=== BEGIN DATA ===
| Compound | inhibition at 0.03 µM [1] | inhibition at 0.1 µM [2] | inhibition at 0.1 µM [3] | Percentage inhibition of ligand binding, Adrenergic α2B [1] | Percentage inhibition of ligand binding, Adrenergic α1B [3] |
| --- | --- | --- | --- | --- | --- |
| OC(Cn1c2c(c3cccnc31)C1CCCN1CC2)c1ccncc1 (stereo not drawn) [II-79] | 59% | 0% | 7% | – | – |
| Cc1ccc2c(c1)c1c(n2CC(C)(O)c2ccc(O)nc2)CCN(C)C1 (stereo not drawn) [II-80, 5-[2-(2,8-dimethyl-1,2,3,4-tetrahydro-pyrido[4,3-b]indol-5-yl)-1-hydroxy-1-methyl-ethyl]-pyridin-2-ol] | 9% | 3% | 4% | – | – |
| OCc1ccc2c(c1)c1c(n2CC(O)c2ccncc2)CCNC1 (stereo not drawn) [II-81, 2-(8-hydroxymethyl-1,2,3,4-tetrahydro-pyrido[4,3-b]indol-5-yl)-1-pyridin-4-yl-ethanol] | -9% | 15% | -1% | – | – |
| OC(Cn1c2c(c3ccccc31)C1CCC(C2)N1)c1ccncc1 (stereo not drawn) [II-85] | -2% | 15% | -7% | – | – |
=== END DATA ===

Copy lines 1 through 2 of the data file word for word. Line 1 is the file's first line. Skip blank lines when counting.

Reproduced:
| Compound | inhibition at 0.03 µM [1] | inhibition at 0.1 µM [2] | inhibition at 0.1 µM [3] | Percentage inhibition of ligand binding, Adrenergic α2B [1] | Percentage inhibition of ligand binding, Adrenergic α1B [3] |
| --- | --- | --- | --- | --- | --- |